What does Atticus tell the children about being Finches in Chapter 13 of To Kill a Mockingbird?
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Since Atticus' sister, Alexandra, is obsessed with the Finch family history, it becomes the main subject of conversation once she moves in to the Finch home. Alexandra becomes upset when Scout disputes the facts about their less-than-illustrious Cousin Joshua St. Clair. Alexandra considers him the most important of all Finches, but according to Atticus (as told by Scout),
"... he went round the bend at the University (of Alabama). Said he tried to shoot the president... said he wasn't anything but a sewer inspector... said it cost the family five hundred dollars to get him out of that one--"
Alexandra gave Atticus an earful about this, so he tried to impress upon Scout and Jem the importance of "gentle breeding."
"You are not run-of-the-mill people... you should try to live up to your name."
But Atticus soon became angry at Scout's inattention, and he yelled at her, causing her to cry. Atticus saw the error of his (and Alexandra's) ways, and he told Scout
"I don't want you to remember it. Forget it... Get more like Cousin Joshua every day, don't I?"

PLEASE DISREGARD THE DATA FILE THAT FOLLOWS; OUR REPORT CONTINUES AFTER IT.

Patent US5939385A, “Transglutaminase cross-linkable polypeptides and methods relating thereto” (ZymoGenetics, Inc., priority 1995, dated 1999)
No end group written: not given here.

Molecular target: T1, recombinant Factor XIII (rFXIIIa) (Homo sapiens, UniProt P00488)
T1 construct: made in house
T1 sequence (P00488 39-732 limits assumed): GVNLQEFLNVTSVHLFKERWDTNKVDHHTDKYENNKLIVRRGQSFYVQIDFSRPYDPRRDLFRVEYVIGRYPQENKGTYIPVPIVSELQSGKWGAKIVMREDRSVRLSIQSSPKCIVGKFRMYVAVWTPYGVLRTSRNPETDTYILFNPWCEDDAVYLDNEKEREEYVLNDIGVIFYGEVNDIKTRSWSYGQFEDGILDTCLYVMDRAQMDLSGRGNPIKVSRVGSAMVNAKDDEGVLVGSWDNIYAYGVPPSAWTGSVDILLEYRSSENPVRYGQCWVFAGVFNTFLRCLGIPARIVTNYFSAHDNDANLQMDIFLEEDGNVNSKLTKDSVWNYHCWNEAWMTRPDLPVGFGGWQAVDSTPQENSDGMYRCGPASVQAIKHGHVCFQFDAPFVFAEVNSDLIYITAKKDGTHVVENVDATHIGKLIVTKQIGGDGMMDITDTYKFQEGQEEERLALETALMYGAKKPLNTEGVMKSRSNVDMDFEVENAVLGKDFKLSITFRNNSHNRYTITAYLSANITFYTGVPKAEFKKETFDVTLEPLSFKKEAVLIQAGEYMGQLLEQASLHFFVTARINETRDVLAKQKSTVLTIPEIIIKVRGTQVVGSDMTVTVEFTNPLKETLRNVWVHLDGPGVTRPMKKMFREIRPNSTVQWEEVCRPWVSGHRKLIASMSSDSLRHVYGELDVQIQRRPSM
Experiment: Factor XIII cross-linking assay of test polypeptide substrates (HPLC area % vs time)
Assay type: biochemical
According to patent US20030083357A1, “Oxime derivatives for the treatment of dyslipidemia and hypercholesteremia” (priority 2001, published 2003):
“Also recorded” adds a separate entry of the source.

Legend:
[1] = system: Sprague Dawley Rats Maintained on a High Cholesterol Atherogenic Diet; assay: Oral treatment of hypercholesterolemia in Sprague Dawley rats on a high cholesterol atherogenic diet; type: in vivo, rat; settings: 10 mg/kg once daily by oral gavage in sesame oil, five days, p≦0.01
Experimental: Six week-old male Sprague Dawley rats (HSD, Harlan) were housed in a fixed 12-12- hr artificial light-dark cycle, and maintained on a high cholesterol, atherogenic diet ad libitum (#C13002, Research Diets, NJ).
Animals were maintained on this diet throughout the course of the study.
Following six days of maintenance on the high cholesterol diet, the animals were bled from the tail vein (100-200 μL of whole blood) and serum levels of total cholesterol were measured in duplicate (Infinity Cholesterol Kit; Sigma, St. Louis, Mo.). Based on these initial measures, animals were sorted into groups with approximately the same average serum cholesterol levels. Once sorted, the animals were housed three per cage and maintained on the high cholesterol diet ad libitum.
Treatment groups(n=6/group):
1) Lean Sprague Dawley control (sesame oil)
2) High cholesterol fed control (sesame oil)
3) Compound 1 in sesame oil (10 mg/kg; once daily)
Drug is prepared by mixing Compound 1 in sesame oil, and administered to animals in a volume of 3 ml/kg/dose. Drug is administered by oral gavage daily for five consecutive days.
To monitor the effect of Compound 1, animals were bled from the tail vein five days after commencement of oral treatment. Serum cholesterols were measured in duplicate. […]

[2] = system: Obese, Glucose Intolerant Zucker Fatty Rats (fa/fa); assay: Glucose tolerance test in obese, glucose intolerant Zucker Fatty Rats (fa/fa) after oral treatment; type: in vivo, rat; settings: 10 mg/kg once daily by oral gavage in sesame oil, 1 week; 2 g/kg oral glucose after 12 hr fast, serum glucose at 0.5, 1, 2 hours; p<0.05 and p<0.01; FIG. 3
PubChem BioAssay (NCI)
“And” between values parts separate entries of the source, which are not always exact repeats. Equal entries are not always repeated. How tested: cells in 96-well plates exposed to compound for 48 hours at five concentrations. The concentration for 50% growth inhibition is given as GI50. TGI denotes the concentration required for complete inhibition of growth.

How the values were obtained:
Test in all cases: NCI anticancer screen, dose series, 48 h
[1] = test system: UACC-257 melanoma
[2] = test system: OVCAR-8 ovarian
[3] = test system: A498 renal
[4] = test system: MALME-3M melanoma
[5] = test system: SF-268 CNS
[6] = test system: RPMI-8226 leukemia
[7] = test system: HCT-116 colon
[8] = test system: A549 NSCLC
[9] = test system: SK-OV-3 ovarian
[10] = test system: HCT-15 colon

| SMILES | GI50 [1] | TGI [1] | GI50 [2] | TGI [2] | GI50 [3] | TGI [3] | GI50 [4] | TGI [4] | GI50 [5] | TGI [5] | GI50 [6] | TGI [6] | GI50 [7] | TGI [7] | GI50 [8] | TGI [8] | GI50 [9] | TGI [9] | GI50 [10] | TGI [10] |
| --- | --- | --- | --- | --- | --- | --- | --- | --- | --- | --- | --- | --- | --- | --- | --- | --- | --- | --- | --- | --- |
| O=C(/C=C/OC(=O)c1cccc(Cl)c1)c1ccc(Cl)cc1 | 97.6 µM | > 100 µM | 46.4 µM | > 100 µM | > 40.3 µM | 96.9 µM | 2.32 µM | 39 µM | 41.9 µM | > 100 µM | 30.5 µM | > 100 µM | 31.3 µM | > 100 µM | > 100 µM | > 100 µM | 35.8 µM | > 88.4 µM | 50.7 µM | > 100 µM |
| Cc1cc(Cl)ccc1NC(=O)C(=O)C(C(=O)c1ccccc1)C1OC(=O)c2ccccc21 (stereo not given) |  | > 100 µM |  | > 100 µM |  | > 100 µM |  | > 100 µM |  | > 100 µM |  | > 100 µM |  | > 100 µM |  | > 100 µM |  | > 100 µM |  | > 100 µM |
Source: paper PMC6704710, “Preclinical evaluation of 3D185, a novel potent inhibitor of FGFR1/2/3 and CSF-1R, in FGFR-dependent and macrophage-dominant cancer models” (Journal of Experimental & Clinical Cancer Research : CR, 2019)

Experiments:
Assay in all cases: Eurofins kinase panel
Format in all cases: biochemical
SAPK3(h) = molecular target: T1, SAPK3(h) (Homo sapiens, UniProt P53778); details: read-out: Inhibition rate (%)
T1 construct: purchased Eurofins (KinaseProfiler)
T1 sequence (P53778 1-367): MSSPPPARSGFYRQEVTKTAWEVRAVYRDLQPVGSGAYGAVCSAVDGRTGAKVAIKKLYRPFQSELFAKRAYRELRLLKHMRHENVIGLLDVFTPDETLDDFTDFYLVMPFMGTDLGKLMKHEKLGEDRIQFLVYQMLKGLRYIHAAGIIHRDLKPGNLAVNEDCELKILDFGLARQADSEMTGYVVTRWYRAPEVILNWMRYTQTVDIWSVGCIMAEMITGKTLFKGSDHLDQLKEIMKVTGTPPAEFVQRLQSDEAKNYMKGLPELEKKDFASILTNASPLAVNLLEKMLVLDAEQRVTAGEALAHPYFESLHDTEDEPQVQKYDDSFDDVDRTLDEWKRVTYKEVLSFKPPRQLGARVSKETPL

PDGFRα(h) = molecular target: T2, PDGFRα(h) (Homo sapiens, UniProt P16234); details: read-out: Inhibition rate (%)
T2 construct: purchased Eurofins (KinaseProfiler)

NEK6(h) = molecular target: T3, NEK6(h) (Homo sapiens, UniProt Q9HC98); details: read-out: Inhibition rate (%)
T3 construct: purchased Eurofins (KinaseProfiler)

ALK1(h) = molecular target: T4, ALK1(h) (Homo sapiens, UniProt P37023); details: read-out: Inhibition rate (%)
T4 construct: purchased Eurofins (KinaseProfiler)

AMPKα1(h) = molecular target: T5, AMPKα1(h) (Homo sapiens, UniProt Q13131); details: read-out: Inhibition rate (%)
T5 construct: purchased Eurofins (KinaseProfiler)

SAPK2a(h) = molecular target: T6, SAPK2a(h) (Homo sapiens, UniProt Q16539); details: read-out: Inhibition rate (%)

At the behest of family-obsessed Aunt Alexandra, Atticus attempts to instill in his children a sense of pride in their family heritage. Aunt Alexandra is always going on about the breeding, gentility and general superiority of the Finches to almost everyone else in Maycomb. When she comes to stay with Atticus, she is appalled to discover that he has not told his children any of the illustrious Finch history - save about dubious characters like Cousin Joshua who went crazy. Scout also earns her aunt's marked disapproval on one occasion when, on being asked to greet her cousin Lily Brooke, she confesses readily that she didn't even know that Lily was her cousin. It is after this show of ignorance on the part of the children that Alexandra tasks Atticus with filling them in on their family history.
Atticus's fumbling awkward attempts to obey these instructions make for a good deal of comedy. The children are frankly bewildered, as he hems and haws and finally comes out with a few words on the subject, finishing at a 'gallop'. Scout, though, is also genuinely upset because she knows that to go on about family pride and background is pretty much alien to Atticus and she worries that their aunt might be unduly influencing him. However, she is relieved when she realizes that Atticus is just as uncomfortable with the subject as she and Jem are, probably even more so. He tells them to 'forget' what he's just said. The adult Scout concludes the chapter with a light-hearted observation:
I know now what he was trying to do, but Atticus was only a man. It takes a woman to do that kind of work.
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